Gyms, malls, hotels could be reopened to the vaccinated on February 23

Health Ministry plan lays out targets for gradual reopening of economy, envisions coffee shops and restaurants open to all by early March

Israelis on the beach in Tel Aviv, which was opened as Israel exited its third coronavirus lockdown; February 9, 2021. (Miriam Alster/Flash90)
Israelis on the beach in Tel Aviv, which was opened as Israel exited its third coronavirus lockdown; February 9, 2021. (Miriam Alster/Flash90)

The Health Ministry on Tuesday presented ministers with a plan to gradually reopen the economy after the nationwide lockdown, as businesses threatened to revolt and open this week in defiance of the government.

The plan, which lays out targets and sets conditions for moving from one stage to the other, was floated as the number of daily virus cases remained above 7,000, despite a weeks-long lockdown that shut down most commercial activity and closed schools.

According to the draft presented to ministers by the Health Ministry, the economic restart will be split into three stages. The proposal, reported by Hebrew media, envisions reopening gyms, malls, hotels and other sites in two weeks’ time to the vaccinated and to Israelis with a negative coronavirus test — and coffee shops and restaurants to the general public by early March.

The coronavirus cabinet on Tuesday evening approved the education section of the reopening stages. The ministers debated the rest of the Health Ministry framework, but did not vote on the proposal.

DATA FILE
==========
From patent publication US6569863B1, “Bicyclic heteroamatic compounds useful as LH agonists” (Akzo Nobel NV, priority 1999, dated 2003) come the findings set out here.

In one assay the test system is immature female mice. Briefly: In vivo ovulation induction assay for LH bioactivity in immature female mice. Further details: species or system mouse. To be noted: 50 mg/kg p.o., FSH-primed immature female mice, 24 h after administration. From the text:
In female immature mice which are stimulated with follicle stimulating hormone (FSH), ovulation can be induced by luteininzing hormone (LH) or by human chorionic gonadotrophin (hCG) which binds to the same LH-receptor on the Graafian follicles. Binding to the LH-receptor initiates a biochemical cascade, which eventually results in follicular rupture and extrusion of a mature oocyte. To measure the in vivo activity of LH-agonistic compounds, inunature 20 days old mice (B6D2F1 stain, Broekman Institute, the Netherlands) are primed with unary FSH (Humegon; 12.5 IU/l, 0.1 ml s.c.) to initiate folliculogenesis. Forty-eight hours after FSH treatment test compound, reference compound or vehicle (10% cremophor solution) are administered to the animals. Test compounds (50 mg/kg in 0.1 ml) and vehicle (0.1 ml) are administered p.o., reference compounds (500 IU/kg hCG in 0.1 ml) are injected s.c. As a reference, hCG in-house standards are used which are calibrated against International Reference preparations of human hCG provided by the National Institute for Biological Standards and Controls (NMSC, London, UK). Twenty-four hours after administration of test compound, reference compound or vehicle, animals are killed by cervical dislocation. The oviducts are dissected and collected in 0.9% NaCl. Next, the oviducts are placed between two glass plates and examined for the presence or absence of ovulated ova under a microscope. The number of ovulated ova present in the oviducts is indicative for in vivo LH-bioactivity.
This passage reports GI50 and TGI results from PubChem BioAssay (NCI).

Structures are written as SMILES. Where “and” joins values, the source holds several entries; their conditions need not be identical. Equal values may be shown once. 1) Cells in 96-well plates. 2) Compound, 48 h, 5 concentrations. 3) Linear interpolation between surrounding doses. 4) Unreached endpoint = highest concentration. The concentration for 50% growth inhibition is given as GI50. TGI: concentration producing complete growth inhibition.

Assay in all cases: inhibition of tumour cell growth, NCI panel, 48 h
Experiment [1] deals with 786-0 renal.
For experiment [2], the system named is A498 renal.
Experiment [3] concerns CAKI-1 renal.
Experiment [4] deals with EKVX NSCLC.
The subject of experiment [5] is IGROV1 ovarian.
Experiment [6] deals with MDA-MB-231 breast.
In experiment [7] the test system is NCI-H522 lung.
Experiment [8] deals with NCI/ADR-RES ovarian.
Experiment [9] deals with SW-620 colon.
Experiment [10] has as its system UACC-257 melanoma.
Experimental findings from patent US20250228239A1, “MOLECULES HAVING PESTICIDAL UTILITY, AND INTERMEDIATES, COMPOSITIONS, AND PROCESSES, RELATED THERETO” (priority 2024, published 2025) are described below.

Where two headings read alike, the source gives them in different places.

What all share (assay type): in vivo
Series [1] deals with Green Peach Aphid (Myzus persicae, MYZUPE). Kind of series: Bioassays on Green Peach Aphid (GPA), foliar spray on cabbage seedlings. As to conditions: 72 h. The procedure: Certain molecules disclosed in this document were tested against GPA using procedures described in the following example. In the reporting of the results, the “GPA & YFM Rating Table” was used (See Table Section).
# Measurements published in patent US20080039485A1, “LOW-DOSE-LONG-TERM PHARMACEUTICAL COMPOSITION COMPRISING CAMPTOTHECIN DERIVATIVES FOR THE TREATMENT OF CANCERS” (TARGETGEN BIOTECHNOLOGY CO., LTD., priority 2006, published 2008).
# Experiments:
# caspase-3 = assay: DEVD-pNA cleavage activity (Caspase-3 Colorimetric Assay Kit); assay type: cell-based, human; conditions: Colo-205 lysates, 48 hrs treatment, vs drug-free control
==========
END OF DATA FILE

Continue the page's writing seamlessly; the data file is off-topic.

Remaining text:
First stage

Effectively, the first stage began when Israel eased the lockdown Sunday, canceling the restrictions on being more than 1,000 meters from home, and allowed the opening of nature reserves and restaurants to serve in-person takeout (as opposed to delivery-only).

High school students take their mathematics matriculation examination, in Yehud Comprehensive High School in Yehud, on February 3, 2021. (Flash90)

This stage allows the reopening of kindergartens and grades 1-4 in cities designated as “green” and “yellow” in the government’s color-coding system for morbidity rates, as well as in “orange” cities — provided 70% of the city’s 50+ population is inoculated. That part of the plan was approved by ministers on Tuesday and will go into effect on Thursday.

The requirements for the first stage were: Two million people vaccinated with a second dose, 80 percent of those over 50 inoculated, under 1,100 serious COVID-19 cases in the country, and an R-value, the reproduction number of the virus that measures transmission, of less than 1.

Second stage

Jerusalemites wearing face masks walk in the city center on February 07, 2021, as Israel’s third COVID-19 lockdown eases. (Olivier Fitoussi/Flash90)

The second stage of reopening is estimated to begin February 23, provided three million people are inoculated with a second COVID-19 vaccine dose, 90% of Israelis over 50 are inoculated, there are under 900 serious COVID-19 cases, and the R-value stands at less than 1.

This stage will permit the opening of grades 5-6 and 11-12 in low-infection cities designated as “green” and “yellow,” with moderately infected “orange” cities as well — provided 70% of the city’s population is inoculated.

According to the draft, the second stage will enable the opening of non-essential street stores — for all citizens. Malls, gyms, hotels (rooms only), museums, and more will reopen for carriers of a “green pass” — a permit for those inoculated, recovered, or those who have a negative coronavirus test result from within the last 72 hours.